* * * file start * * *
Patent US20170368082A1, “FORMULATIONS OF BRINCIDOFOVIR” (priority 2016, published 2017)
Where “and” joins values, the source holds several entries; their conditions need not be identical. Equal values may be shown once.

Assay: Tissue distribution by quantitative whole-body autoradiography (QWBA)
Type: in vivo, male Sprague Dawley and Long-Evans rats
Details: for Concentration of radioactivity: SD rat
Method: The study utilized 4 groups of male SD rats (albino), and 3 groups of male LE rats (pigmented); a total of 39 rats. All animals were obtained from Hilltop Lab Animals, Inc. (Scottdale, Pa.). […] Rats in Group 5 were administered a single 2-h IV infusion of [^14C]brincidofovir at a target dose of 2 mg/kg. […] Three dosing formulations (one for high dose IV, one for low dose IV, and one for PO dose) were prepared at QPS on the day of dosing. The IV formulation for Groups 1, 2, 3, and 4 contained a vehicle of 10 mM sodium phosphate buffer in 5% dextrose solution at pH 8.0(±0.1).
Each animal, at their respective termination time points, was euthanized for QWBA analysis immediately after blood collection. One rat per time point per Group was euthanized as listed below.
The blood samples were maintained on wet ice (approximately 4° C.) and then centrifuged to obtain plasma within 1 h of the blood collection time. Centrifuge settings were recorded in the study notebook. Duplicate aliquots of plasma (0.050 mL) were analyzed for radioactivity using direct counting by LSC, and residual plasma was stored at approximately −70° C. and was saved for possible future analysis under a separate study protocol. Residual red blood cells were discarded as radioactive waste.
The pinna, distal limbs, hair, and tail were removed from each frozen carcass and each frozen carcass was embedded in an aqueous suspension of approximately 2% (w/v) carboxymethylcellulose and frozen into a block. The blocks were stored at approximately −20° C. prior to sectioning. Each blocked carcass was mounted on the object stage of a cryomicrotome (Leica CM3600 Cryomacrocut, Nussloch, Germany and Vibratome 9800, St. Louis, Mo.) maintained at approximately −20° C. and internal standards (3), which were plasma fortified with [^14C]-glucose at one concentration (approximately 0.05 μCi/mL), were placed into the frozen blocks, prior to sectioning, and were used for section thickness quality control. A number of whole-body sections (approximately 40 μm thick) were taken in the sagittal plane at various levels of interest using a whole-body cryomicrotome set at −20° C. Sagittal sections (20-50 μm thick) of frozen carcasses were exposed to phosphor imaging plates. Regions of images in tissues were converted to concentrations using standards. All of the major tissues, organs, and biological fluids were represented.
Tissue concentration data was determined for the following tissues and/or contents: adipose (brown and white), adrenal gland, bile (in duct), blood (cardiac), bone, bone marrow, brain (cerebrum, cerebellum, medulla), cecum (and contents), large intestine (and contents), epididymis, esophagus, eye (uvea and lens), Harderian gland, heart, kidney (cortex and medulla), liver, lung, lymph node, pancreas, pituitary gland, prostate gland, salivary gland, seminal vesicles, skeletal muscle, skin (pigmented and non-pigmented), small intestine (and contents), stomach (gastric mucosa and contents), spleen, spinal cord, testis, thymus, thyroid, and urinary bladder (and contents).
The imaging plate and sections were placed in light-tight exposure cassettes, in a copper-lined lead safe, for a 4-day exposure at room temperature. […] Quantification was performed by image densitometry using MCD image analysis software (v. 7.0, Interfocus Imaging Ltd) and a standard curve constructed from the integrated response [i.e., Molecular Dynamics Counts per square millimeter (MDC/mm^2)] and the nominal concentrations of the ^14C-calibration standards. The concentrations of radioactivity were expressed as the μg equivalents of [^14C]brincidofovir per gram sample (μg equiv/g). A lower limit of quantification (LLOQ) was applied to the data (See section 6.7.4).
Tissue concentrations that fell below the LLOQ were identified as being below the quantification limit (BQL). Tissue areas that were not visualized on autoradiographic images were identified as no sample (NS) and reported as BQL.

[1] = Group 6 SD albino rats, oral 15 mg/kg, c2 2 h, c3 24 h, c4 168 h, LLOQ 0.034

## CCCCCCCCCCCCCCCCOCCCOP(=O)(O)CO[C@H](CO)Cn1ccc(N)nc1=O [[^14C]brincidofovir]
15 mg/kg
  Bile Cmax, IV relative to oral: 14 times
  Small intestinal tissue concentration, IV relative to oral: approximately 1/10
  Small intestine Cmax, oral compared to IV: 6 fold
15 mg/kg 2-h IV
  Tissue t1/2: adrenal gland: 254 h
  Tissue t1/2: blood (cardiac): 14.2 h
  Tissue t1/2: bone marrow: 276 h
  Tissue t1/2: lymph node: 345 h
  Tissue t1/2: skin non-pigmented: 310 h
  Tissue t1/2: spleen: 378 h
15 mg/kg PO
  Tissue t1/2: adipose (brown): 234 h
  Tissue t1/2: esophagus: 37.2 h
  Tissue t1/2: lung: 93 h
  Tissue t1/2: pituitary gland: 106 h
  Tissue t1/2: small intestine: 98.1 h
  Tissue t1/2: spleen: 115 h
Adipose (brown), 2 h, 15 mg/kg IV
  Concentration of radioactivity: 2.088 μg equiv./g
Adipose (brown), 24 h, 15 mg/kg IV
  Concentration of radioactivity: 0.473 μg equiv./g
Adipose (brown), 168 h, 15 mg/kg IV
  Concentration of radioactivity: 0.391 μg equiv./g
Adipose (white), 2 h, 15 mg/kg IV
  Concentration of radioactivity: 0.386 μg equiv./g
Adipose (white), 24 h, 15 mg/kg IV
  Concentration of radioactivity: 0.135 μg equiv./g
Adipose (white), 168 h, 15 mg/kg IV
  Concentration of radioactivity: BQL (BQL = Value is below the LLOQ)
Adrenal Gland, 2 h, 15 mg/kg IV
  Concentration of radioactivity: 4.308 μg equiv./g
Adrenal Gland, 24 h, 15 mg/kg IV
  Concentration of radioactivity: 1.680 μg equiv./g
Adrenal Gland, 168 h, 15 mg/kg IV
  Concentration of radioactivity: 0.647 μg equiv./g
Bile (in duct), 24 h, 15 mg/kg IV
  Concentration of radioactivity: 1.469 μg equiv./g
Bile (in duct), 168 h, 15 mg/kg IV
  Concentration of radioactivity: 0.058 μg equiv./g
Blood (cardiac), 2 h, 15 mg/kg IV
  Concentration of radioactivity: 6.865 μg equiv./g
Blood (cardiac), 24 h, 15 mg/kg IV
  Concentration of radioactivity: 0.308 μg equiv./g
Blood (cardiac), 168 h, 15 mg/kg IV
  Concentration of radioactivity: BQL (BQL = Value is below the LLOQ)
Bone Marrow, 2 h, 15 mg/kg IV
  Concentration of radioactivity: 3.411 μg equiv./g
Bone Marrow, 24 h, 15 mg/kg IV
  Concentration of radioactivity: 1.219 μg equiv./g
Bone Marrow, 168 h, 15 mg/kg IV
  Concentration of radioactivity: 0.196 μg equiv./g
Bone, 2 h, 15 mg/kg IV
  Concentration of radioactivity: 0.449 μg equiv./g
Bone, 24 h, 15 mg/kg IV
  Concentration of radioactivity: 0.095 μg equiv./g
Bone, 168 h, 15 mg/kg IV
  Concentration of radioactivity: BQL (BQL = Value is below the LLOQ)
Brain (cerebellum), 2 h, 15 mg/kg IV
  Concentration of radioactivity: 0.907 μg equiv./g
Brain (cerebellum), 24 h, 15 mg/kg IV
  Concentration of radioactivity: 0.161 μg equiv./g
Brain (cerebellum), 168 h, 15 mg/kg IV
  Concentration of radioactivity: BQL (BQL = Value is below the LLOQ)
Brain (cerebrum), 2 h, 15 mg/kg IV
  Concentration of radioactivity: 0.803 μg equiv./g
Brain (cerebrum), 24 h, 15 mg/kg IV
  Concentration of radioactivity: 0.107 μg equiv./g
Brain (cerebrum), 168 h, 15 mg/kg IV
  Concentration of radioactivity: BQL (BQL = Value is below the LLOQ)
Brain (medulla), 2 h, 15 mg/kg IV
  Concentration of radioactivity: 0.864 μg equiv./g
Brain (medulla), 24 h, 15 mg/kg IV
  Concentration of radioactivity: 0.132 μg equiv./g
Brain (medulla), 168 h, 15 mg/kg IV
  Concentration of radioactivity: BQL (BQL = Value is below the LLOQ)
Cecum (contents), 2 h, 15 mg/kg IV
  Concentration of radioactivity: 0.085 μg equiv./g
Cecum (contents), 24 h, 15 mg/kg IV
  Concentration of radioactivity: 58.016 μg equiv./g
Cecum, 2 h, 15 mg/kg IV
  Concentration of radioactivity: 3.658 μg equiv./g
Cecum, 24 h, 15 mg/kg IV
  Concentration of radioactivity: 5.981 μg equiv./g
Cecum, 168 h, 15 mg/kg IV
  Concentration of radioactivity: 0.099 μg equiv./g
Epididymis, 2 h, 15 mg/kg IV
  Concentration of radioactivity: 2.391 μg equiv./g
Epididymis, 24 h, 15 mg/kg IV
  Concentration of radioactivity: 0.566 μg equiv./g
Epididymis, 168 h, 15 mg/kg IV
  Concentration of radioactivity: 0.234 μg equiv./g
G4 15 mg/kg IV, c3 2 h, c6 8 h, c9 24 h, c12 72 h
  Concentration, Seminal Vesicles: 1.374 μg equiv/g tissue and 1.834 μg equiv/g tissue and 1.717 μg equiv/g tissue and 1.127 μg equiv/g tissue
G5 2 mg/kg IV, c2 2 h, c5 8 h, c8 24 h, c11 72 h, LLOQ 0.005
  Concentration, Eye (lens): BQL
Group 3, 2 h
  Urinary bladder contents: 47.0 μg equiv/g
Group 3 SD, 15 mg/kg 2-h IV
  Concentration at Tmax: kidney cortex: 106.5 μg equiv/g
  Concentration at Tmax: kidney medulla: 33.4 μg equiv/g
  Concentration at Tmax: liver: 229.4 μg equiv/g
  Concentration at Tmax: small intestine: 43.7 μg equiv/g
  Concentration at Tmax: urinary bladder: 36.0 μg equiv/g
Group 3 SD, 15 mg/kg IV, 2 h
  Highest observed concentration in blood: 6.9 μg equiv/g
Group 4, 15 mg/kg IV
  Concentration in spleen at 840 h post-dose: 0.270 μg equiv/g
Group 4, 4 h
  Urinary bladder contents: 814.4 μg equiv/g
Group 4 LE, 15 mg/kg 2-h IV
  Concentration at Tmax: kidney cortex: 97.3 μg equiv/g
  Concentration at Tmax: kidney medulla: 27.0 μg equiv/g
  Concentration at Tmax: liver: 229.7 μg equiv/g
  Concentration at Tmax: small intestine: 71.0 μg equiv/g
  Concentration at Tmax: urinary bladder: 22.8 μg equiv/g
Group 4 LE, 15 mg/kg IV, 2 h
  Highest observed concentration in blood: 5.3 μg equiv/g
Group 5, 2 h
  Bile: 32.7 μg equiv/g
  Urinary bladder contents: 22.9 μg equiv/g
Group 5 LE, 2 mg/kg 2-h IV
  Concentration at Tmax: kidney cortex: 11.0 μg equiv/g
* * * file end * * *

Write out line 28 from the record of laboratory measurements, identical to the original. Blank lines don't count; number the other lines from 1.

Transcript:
  Tissue t1/2: esophagus: 37.2 h